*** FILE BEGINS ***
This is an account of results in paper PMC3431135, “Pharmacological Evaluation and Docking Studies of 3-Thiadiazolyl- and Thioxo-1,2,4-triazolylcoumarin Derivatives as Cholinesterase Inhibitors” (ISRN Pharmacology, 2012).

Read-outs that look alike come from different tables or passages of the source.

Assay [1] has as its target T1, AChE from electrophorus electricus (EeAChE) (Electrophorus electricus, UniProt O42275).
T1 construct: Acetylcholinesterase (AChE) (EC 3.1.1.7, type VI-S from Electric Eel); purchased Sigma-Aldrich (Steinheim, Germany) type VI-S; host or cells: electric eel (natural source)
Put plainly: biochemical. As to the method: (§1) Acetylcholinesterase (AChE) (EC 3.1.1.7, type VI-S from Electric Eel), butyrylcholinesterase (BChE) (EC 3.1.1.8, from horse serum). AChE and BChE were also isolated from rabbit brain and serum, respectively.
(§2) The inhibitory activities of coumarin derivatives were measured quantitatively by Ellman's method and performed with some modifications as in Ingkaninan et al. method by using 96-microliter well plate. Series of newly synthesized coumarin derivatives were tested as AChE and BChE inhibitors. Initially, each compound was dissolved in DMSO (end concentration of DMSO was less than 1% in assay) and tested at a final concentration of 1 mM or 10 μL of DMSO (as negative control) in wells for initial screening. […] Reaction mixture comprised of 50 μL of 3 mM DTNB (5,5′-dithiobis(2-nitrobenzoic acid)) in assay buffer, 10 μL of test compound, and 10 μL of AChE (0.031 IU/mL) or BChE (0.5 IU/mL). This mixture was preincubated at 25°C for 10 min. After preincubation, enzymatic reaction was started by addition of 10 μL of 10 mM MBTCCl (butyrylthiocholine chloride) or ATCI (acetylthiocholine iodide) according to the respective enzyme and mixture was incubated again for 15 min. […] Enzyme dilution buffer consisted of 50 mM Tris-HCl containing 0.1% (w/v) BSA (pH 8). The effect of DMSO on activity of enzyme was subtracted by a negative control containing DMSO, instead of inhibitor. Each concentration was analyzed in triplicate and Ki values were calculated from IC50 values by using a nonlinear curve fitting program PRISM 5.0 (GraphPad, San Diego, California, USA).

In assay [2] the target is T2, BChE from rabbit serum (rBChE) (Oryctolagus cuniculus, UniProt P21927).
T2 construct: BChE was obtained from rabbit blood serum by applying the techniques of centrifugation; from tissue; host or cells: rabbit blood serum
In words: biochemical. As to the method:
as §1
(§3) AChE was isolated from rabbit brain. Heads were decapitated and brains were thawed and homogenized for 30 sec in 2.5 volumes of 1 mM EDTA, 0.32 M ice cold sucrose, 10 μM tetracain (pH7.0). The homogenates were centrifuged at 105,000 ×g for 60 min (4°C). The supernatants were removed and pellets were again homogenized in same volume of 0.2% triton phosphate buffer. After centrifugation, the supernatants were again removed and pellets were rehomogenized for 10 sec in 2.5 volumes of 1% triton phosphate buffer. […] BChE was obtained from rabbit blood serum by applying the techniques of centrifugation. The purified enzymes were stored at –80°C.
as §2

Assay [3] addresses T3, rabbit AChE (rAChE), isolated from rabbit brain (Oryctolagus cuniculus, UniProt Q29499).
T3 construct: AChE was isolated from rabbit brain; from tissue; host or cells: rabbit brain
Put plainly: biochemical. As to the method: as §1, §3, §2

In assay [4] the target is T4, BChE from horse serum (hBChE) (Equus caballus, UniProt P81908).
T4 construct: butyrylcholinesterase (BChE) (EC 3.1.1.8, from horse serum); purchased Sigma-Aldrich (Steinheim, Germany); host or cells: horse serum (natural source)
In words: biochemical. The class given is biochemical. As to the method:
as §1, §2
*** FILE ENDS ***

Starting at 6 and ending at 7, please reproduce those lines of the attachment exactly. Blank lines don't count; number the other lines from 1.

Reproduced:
(§2) The inhibitory activities of coumarin derivatives were measured quantitatively by Ellman's method and performed with some modifications as in Ingkaninan et al. method by using 96-microliter well plate. Series of newly synthesized coumarin derivatives were tested as AChE and BChE inhibitors. Initially, each compound was dissolved in DMSO (end concentration of DMSO was less than 1% in assay) and tested at a final concentration of 1 mM or 10 μL of DMSO (as negative control) in wells for initial screening. […] Reaction mixture comprised of 50 μL of 3 mM DTNB (5,5′-dithiobis(2-nitrobenzoic acid)) in assay buffer, 10 μL of test compound, and 10 μL of AChE (0.031 IU/mL) or BChE (0.5 IU/mL). This mixture was preincubated at 25°C for 10 min. After preincubation, enzymatic reaction was started by addition of 10 μL of 10 mM MBTCCl (butyrylthiocholine chloride) or ATCI (acetylthiocholine iodide) according to the respective enzyme and mixture was incubated again for 15 min. […] Enzyme dilution buffer consisted of 50 mM Tris-HCl containing 0.1% (w/v) BSA (pH 8). The effect of DMSO on activity of enzyme was subtracted by a negative control containing DMSO, instead of inhibitor. Each concentration was analyzed in triplicate and Ki values were calculated from IC50 values by using a nonlinear curve fitting program PRISM 5.0 (GraphPad, San Diego, California, USA).

In assay [2] the target is T2, BChE from rabbit serum (rBChE) (Oryctolagus cuniculus, UniProt P21927).